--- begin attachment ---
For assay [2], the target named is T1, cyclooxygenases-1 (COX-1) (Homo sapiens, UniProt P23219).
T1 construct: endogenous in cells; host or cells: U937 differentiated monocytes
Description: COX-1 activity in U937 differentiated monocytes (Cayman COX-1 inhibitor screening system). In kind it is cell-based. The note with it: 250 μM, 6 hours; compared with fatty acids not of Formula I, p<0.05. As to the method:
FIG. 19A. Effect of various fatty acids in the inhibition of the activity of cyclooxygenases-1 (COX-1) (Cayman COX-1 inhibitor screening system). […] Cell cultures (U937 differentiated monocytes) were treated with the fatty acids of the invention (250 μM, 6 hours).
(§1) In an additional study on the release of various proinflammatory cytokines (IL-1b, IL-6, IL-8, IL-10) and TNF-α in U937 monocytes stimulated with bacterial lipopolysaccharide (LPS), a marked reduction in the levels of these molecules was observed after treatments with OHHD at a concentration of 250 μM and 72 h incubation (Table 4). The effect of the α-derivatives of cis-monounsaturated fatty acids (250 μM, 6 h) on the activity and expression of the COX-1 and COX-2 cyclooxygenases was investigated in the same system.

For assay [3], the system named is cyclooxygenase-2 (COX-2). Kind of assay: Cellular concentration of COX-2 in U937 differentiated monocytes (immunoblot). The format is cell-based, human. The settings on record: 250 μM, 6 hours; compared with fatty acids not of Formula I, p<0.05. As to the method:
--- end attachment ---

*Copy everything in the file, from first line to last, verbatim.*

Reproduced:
For assay [2], the target named is T1, cyclooxygenases-1 (COX-1) (Homo sapiens, UniProt P23219).
T1 construct: endogenous in cells; host or cells: U937 differentiated monocytes
Description: COX-1 activity in U937 differentiated monocytes (Cayman COX-1 inhibitor screening system). In kind it is cell-based. The note with it: 250 μM, 6 hours; compared with fatty acids not of Formula I, p<0.05. As to the method:
FIG. 19A. Effect of various fatty acids in the inhibition of the activity of cyclooxygenases-1 (COX-1) (Cayman COX-1 inhibitor screening system). […] Cell cultures (U937 differentiated monocytes) were treated with the fatty acids of the invention (250 μM, 6 hours).
(§1) In an additional study on the release of various proinflammatory cytokines (IL-1b, IL-6, IL-8, IL-10) and TNF-α in U937 monocytes stimulated with bacterial lipopolysaccharide (LPS), a marked reduction in the levels of these molecules was observed after treatments with OHHD at a concentration of 250 μM and 72 h incubation (Table 4). The effect of the α-derivatives of cis-monounsaturated fatty acids (250 μM, 6 h) on the activity and expression of the COX-1 and COX-2 cyclooxygenases was investigated in the same system.

For assay [3], the system named is cyclooxygenase-2 (COX-2). Kind of assay: Cellular concentration of COX-2 in U937 differentiated monocytes (immunoblot). The format is cell-based, human. The settings on record: 250 μM, 6 hours; compared with fatty acids not of Formula I, p<0.05. As to the method: